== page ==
PRESS RELEASE: State departments dodge illegal dog death investigation duty

Published by Alex Vince on

PRESS RELEASE: State departments dodge illegal dog death investigation duty

Warning: this document contains material and descriptions that may be distressing to some readers.

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Ted, the surviving brother of Tippy and Fay refuses to leave their final resting place.

Over 2 short days, the Coalition has been inundated with reports of suspicious dog deaths following the ingestion of 1080 poison, a chemical liberally used across the country to kill unwanted or unwelcome wildlife. Tippy and Fay are the latest innocent victims to have their lives violently taken from them after accidentally eating a 1080-laced bait. A petition demanding an urgent investigation into their deaths has attracted over 2000 signatures in only 2 days. Now, authorities are refusing to acknowledge, register or investigate their deaths.

As the only advocacy organisation in Australia that specifically works to support and seek justice for the victims of 1080 poison, the Coalition regularly receives reports of companion animal deaths. Often, victims are unable to locate the department or agency responsible for overseeing or investigating contraventions of its use. This means we are often the first and only port of call for these families in the first throes of grief after the loss of a beloved companion animal.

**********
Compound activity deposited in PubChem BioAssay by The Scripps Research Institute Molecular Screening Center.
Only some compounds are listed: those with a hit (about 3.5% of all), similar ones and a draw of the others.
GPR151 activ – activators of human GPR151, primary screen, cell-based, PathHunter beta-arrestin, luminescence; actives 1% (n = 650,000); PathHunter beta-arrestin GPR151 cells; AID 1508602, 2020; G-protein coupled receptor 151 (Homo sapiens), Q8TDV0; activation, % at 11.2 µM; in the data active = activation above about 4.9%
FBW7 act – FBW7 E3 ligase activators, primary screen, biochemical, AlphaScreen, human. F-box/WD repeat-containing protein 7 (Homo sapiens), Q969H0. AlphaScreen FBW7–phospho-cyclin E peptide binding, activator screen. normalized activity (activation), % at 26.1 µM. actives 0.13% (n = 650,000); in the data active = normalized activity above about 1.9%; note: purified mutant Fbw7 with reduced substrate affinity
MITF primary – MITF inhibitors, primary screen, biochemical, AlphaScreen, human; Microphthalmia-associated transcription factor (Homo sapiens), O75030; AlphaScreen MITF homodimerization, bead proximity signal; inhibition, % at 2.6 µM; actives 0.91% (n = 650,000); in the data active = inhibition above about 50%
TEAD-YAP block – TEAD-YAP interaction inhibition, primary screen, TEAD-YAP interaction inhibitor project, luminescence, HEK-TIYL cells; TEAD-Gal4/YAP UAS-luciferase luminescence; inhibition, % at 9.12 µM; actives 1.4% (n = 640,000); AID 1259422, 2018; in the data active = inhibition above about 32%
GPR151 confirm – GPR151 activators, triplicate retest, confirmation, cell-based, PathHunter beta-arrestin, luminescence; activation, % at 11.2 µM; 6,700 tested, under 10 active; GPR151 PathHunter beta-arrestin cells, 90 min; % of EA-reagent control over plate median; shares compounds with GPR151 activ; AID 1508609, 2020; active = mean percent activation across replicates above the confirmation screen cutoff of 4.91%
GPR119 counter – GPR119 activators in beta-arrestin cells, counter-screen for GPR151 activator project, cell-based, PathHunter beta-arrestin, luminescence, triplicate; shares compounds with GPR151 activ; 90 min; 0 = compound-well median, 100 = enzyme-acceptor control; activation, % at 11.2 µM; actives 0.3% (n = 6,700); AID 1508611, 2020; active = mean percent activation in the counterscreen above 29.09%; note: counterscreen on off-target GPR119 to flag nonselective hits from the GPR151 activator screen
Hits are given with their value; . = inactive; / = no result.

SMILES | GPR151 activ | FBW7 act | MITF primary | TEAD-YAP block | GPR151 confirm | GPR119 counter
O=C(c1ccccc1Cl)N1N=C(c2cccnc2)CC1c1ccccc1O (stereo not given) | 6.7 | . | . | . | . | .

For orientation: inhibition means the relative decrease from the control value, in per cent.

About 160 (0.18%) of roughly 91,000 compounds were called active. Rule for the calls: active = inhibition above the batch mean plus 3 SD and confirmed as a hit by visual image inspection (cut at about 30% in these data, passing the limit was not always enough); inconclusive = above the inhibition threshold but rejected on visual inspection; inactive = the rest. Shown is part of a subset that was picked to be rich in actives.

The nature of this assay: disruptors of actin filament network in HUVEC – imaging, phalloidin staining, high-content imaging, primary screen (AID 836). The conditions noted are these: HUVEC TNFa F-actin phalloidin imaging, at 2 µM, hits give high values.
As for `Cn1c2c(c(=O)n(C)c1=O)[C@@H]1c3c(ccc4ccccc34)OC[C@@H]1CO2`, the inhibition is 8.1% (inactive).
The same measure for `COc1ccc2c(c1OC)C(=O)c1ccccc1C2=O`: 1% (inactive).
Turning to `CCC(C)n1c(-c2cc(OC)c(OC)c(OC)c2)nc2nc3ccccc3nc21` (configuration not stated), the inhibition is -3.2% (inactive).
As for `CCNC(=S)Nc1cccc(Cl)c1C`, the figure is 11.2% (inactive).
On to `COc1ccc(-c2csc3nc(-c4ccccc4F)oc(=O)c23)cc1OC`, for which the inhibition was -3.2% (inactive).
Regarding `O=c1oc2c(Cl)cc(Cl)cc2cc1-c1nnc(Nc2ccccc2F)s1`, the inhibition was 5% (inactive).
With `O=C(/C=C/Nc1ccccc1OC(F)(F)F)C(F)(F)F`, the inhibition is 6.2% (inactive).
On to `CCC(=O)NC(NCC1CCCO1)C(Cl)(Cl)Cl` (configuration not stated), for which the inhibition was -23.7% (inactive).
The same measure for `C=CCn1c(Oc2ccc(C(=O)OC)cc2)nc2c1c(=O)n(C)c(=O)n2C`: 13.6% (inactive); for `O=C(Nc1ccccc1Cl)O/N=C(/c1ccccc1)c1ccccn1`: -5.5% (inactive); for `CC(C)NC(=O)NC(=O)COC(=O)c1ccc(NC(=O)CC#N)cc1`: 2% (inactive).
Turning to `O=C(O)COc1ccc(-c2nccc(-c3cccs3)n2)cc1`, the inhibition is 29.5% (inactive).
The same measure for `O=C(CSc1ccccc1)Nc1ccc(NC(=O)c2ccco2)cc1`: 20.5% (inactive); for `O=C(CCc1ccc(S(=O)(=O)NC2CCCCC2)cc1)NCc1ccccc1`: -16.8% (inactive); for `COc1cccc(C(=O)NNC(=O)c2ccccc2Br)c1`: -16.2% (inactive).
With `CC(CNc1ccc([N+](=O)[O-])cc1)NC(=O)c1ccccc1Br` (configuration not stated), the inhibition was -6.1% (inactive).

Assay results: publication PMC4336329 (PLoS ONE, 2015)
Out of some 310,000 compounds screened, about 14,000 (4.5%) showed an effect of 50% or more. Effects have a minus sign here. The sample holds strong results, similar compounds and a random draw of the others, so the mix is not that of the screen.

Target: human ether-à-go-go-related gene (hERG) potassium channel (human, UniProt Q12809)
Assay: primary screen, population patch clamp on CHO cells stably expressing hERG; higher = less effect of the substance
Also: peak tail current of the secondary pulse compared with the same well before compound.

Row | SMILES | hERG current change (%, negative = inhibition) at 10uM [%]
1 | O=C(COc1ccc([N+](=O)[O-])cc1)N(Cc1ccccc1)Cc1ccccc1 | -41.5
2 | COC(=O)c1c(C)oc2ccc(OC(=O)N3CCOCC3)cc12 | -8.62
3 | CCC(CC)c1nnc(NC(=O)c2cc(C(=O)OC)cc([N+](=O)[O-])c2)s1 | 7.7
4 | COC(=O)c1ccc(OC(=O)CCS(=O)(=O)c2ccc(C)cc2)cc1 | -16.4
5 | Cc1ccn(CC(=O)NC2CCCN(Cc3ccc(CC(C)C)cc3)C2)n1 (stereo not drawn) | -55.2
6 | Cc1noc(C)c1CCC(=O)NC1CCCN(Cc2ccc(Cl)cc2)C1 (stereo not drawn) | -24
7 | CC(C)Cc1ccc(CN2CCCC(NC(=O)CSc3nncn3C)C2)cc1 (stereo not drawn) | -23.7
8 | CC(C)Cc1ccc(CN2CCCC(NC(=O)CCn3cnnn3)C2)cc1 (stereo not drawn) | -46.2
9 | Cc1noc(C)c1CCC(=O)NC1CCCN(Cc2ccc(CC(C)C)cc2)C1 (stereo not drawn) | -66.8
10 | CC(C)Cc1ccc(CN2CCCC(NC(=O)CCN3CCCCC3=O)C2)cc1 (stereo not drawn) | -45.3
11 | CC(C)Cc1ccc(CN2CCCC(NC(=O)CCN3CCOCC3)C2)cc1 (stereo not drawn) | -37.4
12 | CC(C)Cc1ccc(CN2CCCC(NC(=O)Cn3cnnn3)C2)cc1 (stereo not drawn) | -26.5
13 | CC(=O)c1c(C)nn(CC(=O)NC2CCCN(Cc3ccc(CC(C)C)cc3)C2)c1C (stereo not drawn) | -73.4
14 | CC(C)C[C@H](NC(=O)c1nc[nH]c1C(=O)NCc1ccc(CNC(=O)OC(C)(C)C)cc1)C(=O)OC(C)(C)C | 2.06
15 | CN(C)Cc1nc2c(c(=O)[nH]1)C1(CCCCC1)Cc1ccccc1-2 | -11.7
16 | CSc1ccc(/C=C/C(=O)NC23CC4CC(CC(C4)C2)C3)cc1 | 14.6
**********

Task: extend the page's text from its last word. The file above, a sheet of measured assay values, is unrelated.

“Shockingly, no central access point exists for the families of victims to report the loss of their loved ones following their death to 1080 poison. State government documents are unequivocal: Queensland Health are explicitly tasked with receiving and acting on these reports. The department has a legislated responsibility to oversee and investigate any suspicious non-target 1080 deaths, but they are passing the buck at every opportunity. We’ve been given no other option than to go over their heads, so we are directly requesting the Minister mobilise his Department and do what State law and the Queensland community expects them to do: their job”.

– Alex Vince, campaign co-ordinator

Original correspondence from Tippy and Fay's grieving family